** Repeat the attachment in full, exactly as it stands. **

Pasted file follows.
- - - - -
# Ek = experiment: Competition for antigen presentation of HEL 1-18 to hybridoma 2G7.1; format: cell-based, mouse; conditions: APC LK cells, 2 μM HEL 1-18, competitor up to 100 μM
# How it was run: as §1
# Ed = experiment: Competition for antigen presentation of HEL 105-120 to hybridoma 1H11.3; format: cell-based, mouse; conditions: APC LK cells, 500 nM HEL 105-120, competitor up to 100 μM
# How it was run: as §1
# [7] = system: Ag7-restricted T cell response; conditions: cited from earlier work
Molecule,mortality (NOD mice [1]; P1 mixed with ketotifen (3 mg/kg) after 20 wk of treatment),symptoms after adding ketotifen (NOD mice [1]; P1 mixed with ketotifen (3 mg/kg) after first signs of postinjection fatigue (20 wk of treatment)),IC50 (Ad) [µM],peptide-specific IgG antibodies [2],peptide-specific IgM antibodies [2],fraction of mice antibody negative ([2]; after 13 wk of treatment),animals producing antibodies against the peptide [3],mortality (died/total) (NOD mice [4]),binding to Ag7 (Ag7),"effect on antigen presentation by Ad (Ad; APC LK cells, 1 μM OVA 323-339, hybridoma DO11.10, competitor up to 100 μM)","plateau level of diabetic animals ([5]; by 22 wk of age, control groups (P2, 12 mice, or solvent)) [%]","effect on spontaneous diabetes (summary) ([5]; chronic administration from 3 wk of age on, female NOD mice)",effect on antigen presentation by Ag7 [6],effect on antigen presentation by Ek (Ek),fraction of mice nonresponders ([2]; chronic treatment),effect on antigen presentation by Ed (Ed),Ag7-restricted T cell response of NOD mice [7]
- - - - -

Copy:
# Ek = experiment: Competition for antigen presentation of HEL 1-18 to hybridoma 2G7.1; format: cell-based, mouse; conditions: APC LK cells, 2 μM HEL 1-18, competitor up to 100 μM
# How it was run: as §1
# Ed = experiment: Competition for antigen presentation of HEL 105-120 to hybridoma 1H11.3; format: cell-based, mouse; conditions: APC LK cells, 500 nM HEL 105-120, competitor up to 100 μM
# How it was run: as §1
# [7] = system: Ag7-restricted T cell response; conditions: cited from earlier work
Molecule,mortality (NOD mice [1]; P1 mixed with ketotifen (3 mg/kg) after 20 wk of treatment),symptoms after adding ketotifen (NOD mice [1]; P1 mixed with ketotifen (3 mg/kg) after first signs of postinjection fatigue (20 wk of treatment)),IC50 (Ad) [µM],peptide-specific IgG antibodies [2],peptide-specific IgM antibodies [2],fraction of mice antibody negative ([2]; after 13 wk of treatment),animals producing antibodies against the peptide [3],mortality (died/total) (NOD mice [4]),binding to Ag7 (Ag7),"effect on antigen presentation by Ad (Ad; APC LK cells, 1 μM OVA 323-339, hybridoma DO11.10, competitor up to 100 μM)","plateau level of diabetic animals ([5]; by 22 wk of age, control groups (P2, 12 mice, or solvent)) [%]","effect on spontaneous diabetes (summary) ([5]; chronic administration from 3 wk of age on, female NOD mice)",effect on antigen presentation by Ag7 [6],effect on antigen presentation by Ek (Ek),fraction of mice nonresponders ([2]; chronic treatment),effect on antigen presentation by Ed (Ed),Ag7-restricted T cell response of NOD mice [7]